Every child is assured of a spot in a public kindergarten in Denmark as an outcome of a strong welfare state (supported by a high tax regime — no free lunch there). We did not expect the earliest available spot for Sara was to an “outlying” forest kindergarten! At that time, the concept was foreign to me, and I almost did not believe they really existed. In Singapore, Sara’s childcare was five minutes down from where we used to live and kids spent most of their time indoors in air-conditioned rooms. Sara was now going to be picked up at a “collection point” in a tourist bus and driven up to the forest kindergarten almost an hour away from central Copenhagen. There, the kids would play outdoors most of the day in a converted, almost shabby-chic farm, surrounded by forests and the nearby coast.
The first week Sara started, I remember – and I’m still embarrassed by the memory – asking the senior pedagogue, “Can you tell me more about the curriculum?”. “Oh, no, no, don’t worry,” she assured me, “There is no teaching in Danish kindergartens. We will make sure the children get as much play as possible.” I was gobsmacked (and culture-shocked). A mixture of disbelief but also inexplicable relief flooded me: All play, all day? Sign me up! And they meant business. There was no formal education: Sara did not sit around and learn the Danish alphabet (nor numbers nor shapes); everything she learnt, she learnt it through play.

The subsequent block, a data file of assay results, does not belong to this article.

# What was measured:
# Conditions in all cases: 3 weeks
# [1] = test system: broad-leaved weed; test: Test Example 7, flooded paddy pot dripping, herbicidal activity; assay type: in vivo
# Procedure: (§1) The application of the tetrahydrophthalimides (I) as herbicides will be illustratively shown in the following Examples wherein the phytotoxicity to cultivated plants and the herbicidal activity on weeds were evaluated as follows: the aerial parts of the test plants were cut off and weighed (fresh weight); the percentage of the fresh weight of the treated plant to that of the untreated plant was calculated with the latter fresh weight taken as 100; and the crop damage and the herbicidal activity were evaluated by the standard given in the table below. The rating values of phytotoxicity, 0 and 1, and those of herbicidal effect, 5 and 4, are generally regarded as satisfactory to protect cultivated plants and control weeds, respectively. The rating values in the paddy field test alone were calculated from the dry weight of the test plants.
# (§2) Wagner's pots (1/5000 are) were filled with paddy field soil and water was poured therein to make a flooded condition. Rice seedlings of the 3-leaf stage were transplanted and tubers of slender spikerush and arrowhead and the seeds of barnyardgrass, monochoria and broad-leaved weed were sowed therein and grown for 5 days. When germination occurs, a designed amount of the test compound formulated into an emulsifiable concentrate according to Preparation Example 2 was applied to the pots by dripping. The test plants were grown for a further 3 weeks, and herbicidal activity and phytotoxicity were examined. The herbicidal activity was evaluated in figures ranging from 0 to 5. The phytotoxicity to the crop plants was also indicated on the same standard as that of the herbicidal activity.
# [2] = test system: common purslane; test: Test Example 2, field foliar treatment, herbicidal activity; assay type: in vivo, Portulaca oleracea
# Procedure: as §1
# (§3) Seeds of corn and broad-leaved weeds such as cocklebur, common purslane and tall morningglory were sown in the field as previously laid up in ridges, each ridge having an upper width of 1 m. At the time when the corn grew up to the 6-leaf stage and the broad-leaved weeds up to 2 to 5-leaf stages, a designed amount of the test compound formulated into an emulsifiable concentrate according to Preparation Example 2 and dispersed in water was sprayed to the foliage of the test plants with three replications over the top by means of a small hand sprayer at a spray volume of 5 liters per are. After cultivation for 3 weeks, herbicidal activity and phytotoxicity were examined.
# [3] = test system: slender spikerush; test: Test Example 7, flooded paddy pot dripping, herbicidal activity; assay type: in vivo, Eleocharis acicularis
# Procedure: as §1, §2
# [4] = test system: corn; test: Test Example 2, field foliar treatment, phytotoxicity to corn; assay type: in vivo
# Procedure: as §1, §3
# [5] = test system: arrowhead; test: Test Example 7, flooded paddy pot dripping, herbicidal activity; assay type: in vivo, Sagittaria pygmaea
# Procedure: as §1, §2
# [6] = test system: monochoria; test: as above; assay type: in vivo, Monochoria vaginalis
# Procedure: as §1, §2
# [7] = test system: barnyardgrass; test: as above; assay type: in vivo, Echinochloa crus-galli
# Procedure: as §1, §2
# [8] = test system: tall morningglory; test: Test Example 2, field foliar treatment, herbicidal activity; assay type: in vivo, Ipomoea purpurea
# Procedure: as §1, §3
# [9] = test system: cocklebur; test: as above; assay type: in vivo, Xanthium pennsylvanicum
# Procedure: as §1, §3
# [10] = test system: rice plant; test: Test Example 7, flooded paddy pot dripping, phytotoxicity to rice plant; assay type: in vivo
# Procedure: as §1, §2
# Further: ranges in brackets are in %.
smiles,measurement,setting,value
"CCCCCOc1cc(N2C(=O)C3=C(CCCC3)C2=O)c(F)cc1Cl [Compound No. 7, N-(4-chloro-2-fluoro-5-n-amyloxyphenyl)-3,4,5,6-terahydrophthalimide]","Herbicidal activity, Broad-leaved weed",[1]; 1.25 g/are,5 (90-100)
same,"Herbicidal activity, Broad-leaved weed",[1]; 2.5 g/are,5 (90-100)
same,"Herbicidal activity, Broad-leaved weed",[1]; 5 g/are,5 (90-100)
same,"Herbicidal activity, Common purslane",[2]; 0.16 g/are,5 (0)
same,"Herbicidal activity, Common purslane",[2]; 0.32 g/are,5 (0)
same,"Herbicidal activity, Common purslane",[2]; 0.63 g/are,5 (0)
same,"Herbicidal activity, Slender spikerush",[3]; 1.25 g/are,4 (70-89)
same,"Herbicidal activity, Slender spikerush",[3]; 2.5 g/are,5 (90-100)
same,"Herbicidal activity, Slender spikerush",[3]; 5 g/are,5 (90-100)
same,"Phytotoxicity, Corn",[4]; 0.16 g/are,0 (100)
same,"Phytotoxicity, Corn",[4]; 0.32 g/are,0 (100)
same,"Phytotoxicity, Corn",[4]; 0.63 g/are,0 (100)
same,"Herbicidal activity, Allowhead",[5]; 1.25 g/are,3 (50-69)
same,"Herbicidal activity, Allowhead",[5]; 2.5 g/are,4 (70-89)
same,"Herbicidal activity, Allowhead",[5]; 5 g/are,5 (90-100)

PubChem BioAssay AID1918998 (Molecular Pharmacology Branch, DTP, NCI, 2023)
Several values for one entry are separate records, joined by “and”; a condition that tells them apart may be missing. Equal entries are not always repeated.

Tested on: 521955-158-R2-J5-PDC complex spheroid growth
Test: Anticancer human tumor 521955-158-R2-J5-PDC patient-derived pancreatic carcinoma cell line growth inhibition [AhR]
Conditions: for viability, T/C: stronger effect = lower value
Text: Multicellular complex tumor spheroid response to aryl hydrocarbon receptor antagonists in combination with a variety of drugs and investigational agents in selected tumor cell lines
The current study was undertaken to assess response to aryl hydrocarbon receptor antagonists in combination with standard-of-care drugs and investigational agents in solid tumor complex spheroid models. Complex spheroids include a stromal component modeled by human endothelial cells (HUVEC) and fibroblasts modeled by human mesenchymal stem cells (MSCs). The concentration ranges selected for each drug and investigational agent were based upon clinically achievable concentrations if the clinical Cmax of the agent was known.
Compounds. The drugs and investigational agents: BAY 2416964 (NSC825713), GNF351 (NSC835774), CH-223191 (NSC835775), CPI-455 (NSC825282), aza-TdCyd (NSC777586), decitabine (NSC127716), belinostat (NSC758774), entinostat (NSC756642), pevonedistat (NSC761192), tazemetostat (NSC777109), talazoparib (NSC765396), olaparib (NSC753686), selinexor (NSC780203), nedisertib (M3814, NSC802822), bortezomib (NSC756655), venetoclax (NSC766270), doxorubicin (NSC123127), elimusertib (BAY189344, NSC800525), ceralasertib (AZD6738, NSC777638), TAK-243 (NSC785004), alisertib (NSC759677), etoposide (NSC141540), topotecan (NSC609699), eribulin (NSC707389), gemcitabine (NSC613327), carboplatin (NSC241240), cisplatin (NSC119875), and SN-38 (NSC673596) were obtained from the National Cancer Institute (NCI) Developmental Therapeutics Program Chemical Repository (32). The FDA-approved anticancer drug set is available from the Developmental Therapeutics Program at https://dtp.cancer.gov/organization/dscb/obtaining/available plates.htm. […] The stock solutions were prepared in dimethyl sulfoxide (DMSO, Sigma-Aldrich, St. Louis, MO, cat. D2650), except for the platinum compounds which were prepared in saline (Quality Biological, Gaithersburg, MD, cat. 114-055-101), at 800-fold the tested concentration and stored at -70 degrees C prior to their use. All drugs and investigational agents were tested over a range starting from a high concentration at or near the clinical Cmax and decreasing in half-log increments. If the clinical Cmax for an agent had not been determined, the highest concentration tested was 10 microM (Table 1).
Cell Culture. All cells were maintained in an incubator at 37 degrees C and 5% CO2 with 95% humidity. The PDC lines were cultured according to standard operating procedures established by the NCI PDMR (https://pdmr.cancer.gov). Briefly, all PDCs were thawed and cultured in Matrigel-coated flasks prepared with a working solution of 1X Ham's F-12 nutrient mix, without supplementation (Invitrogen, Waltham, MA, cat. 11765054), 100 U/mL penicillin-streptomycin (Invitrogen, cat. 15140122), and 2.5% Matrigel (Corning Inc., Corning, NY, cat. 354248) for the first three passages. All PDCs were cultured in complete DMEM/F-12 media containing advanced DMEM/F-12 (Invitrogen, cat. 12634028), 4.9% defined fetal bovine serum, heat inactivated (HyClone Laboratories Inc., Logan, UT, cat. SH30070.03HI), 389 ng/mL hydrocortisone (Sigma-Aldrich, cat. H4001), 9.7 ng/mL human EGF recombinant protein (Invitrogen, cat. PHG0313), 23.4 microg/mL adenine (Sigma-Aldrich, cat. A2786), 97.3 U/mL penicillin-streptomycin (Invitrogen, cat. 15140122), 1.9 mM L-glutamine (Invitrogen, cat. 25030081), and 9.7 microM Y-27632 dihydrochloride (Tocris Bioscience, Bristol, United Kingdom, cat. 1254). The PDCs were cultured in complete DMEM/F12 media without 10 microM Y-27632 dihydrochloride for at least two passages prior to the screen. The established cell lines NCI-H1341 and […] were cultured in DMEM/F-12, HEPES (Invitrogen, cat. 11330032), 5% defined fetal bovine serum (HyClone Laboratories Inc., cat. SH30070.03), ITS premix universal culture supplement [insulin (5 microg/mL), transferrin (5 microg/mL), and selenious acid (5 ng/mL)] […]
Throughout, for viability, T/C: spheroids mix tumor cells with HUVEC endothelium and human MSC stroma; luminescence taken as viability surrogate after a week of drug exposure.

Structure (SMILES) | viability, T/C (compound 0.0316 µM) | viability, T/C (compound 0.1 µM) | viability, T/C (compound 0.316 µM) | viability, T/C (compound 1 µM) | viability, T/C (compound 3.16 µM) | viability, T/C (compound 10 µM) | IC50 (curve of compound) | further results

And that is probably one of the largest differences between Danish parenting and what I was used to. In Denmark, kids not only spend a lot more time playing, a huge chunk of that time is on “unstructured play”. And this was reflected in Sara’s kindergarten: the only timings the kids had to adhere to were snack break, lunch break, and time to get on the bus to leave for home. Otherwise, they had the entire day to themselves, to figure out what they wanted to do, to plan what they wanted to play, and to deal with their own boredom. There were some organised activities available to the children – art and craft, beading, dancing – but these were entirely optional. It was interesting to see how allowing the little ones to manage their own day fostered creativity, as well as nurtured confidence and independence. More critically (as all parents will appreciate), this inevitably made the kids look forward to kindergarten everyday (well, most days!).
Copenhagen is not the bright lights and buzz of big cities like London, Paris and New York, but that nordic light quietly casts its spell over you: it’s chic yet classic, progressive yet traditional, it pulls you in slowly and before you know it, you’re in love.
Families visiting Copenhagen, do not miss:
Tivoli Gardens : Timeless. Despite it being the second-oldest operating amusement park in the world (1843!), Tivoli has kept up. Initially, I was sceptical – I mean, you’ve seen one, you’ve seen them all, right? – but there’s a reason it’s also the second-most popular seasonal amusement park in the world. There are enough rides to provide that adrenalin rush, but Tivoli has managed to retain a special kind of delicate charm and romantic magic in the air. It’s extremely popular with the locals as well given its location right smack beside the central station.